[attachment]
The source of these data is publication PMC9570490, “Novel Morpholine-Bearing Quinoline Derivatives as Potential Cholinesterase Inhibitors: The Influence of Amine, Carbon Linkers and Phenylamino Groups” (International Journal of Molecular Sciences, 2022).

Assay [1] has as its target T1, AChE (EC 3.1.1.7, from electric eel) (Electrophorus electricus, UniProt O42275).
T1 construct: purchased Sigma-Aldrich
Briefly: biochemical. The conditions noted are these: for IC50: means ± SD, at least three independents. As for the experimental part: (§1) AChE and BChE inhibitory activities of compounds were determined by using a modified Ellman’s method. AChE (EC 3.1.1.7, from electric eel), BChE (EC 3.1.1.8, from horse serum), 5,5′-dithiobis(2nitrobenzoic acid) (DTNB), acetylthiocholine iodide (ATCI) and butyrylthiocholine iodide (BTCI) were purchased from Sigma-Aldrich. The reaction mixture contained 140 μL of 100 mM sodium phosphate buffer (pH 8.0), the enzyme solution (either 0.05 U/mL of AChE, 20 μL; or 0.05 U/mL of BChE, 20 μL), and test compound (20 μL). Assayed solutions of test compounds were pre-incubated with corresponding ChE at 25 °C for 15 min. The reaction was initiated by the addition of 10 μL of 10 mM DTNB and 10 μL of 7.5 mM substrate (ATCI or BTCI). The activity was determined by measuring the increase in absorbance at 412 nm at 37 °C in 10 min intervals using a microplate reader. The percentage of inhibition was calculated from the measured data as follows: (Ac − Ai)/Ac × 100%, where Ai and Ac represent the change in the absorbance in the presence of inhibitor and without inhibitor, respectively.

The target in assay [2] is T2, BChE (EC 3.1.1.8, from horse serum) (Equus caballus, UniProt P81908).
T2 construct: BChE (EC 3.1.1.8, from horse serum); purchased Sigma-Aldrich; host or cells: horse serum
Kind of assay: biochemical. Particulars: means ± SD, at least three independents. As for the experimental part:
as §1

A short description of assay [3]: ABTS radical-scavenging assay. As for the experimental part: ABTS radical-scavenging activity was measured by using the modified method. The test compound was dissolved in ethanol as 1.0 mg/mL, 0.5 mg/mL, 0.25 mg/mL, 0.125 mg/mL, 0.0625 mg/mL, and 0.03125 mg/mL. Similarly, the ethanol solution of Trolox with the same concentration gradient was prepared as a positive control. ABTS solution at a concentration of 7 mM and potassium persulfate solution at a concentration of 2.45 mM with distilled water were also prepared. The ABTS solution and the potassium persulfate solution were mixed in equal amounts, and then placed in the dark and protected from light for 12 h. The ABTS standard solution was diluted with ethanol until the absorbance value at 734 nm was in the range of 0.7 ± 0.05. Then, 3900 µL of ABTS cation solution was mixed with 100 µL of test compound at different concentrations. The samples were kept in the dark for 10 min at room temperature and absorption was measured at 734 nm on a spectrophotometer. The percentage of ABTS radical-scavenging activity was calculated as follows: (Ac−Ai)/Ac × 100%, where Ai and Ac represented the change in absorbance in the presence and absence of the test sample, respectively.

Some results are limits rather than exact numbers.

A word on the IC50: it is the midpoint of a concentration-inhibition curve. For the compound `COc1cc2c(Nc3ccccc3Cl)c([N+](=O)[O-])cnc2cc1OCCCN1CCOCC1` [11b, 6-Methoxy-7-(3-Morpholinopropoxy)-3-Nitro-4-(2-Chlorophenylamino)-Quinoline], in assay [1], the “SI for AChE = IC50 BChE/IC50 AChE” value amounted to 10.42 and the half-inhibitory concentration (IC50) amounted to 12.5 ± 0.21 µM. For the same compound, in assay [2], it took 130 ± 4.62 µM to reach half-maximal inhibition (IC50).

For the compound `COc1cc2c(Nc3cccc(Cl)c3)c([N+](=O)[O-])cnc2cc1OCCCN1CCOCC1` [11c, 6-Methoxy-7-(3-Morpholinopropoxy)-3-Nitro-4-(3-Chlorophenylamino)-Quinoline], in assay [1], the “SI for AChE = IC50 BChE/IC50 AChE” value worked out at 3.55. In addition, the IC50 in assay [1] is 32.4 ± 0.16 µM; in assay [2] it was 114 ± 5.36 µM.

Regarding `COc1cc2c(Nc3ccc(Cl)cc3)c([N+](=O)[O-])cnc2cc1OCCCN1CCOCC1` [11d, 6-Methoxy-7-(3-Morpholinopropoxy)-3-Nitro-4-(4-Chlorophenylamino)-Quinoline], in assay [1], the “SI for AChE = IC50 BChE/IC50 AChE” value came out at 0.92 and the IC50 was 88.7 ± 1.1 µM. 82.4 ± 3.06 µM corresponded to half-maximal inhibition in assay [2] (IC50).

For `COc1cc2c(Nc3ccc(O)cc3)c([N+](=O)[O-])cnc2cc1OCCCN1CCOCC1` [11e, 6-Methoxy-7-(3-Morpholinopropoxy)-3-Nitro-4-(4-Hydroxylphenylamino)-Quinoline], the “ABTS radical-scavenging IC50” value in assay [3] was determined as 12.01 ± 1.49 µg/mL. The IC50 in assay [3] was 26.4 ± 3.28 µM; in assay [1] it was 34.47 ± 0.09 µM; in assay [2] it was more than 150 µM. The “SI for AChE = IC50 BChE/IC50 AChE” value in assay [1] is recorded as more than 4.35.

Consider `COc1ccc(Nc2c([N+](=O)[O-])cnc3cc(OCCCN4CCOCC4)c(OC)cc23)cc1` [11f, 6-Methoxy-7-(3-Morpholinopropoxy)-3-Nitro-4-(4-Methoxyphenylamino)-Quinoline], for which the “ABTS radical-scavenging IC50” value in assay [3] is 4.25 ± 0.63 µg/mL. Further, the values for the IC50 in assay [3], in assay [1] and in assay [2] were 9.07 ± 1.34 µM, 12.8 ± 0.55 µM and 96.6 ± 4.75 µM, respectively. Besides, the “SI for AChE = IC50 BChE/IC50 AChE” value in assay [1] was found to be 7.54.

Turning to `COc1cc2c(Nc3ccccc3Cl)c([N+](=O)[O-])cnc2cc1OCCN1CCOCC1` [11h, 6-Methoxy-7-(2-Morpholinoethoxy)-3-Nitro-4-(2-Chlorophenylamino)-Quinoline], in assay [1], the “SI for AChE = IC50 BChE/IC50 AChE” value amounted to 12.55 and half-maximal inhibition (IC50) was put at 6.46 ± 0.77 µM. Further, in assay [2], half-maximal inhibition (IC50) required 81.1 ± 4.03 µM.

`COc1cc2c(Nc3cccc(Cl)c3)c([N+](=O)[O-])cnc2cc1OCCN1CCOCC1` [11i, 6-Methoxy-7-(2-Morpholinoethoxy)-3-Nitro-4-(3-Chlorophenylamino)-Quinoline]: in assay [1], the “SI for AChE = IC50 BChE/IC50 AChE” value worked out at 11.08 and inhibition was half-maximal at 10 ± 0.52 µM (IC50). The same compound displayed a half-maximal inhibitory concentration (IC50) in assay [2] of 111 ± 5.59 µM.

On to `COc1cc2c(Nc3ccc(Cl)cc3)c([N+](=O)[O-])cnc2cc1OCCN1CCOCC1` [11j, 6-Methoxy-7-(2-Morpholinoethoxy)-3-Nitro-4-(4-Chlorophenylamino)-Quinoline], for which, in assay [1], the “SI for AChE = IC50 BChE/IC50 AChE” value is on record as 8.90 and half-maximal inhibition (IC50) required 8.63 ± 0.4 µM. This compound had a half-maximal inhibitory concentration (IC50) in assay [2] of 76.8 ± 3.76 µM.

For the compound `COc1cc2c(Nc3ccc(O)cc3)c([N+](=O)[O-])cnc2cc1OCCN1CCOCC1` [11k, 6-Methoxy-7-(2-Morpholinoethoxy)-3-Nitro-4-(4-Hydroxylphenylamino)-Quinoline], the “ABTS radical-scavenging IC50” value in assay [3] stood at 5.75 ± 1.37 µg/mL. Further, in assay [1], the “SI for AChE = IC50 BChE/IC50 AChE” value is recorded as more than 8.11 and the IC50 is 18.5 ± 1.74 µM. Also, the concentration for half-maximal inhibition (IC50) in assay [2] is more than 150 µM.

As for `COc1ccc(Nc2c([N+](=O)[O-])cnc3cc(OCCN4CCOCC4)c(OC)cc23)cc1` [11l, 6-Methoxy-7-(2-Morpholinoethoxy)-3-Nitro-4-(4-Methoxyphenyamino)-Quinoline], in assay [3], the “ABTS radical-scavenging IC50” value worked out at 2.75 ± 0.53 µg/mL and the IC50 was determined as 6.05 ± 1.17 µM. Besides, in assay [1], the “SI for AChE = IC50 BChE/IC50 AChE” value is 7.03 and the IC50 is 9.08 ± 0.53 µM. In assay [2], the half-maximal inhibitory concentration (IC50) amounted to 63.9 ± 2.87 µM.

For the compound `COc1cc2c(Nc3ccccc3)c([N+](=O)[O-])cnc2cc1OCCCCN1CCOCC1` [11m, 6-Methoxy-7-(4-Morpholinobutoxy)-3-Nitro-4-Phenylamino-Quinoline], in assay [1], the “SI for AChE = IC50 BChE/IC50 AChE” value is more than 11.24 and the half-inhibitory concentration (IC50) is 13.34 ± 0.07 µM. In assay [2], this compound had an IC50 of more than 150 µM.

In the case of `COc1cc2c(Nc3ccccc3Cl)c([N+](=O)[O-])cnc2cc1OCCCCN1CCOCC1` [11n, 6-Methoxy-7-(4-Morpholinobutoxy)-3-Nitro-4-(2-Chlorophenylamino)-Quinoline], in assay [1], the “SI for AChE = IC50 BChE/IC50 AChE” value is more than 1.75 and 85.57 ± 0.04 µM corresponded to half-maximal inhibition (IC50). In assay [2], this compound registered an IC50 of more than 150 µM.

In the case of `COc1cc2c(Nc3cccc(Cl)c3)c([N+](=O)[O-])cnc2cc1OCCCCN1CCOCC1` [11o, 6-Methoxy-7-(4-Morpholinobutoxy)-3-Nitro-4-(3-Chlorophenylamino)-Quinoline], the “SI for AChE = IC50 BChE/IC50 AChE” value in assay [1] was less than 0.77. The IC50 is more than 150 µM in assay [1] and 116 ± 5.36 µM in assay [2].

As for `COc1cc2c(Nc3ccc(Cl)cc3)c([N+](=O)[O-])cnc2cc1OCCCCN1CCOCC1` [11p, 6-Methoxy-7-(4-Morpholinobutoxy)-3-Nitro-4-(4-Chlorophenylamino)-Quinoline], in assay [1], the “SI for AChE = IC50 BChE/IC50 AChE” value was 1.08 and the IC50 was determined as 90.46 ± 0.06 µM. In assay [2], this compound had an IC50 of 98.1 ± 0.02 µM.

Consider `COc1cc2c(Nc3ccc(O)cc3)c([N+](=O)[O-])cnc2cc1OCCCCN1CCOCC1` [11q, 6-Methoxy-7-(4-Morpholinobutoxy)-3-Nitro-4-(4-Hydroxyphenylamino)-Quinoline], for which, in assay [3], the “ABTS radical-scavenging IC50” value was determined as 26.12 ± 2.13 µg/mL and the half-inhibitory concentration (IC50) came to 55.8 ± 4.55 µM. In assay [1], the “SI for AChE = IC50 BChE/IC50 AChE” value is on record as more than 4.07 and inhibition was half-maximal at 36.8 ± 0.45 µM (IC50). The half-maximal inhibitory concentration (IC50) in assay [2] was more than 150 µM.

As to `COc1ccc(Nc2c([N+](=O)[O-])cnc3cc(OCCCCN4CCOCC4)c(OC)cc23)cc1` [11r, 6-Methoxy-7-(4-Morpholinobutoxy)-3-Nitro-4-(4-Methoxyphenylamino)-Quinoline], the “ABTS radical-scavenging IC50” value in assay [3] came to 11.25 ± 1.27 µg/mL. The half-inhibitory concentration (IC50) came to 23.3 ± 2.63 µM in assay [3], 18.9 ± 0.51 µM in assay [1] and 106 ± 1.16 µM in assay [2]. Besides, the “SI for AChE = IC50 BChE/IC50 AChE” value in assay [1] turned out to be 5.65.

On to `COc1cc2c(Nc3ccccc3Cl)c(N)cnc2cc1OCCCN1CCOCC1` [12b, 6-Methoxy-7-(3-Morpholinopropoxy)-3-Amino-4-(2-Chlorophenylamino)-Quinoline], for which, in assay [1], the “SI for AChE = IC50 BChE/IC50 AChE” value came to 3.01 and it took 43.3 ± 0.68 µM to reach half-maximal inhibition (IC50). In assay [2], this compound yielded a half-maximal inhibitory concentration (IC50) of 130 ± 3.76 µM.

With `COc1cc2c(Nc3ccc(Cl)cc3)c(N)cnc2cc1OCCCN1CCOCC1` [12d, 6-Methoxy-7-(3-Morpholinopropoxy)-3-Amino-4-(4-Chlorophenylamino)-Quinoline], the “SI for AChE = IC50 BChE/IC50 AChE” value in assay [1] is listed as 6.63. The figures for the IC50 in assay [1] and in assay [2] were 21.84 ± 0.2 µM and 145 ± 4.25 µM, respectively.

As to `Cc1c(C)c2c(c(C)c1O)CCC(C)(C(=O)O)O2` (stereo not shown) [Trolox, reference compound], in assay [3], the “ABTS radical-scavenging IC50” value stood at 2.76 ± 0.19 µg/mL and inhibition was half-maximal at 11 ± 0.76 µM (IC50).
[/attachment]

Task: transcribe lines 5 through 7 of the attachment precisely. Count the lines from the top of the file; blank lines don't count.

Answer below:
The target in assay [2] is T2, BChE (EC 3.1.1.8, from horse serum) (Equus caballus, UniProt P81908).
T2 construct: BChE (EC 3.1.1.8, from horse serum); purchased Sigma-Aldrich; host or cells: horse serum
Kind of assay: biochemical. Particulars: means ± SD, at least three independents. As for the experimental part: